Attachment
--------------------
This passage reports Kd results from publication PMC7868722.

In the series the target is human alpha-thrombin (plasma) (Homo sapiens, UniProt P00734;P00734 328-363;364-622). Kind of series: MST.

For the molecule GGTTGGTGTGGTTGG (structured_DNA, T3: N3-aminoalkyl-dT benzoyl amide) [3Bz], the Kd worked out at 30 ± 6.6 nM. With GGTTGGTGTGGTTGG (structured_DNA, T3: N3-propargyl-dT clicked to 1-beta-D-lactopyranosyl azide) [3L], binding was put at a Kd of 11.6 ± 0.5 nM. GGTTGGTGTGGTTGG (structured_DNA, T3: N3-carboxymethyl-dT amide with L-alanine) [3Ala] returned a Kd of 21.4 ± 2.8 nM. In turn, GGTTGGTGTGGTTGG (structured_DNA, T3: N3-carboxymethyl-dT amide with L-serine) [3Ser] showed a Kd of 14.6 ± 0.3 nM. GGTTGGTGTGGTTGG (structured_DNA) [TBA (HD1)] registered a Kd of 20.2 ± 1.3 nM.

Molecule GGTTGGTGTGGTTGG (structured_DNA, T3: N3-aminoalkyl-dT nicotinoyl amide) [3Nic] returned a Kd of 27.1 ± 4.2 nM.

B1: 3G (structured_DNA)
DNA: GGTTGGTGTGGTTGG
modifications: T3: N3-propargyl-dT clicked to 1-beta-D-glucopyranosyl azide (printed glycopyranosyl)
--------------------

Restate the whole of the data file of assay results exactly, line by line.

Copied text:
This passage reports Kd results from publication PMC7868722.

In the series the target is human alpha-thrombin (plasma) (Homo sapiens, UniProt P00734;P00734 328-363;364-622). Kind of series: MST.

For the molecule GGTTGGTGTGGTTGG (structured_DNA, T3: N3-aminoalkyl-dT benzoyl amide) [3Bz], the Kd worked out at 30 ± 6.6 nM. With GGTTGGTGTGGTTGG (structured_DNA, T3: N3-propargyl-dT clicked to 1-beta-D-lactopyranosyl azide) [3L], binding was put at a Kd of 11.6 ± 0.5 nM. GGTTGGTGTGGTTGG (structured_DNA, T3: N3-carboxymethyl-dT amide with L-alanine) [3Ala] returned a Kd of 21.4 ± 2.8 nM. In turn, GGTTGGTGTGGTTGG (structured_DNA, T3: N3-carboxymethyl-dT amide with L-serine) [3Ser] showed a Kd of 14.6 ± 0.3 nM. GGTTGGTGTGGTTGG (structured_DNA) [TBA (HD1)] registered a Kd of 20.2 ± 1.3 nM.

Molecule GGTTGGTGTGGTTGG (structured_DNA, T3: N3-aminoalkyl-dT nicotinoyl amide) [3Nic] returned a Kd of 27.1 ± 4.2 nM.

B1: 3G (structured_DNA)
DNA: GGTTGGTGTGGTTGG
modifications: T3: N3-propargyl-dT clicked to 1-beta-D-glucopyranosyl azide (printed glycopyranosyl)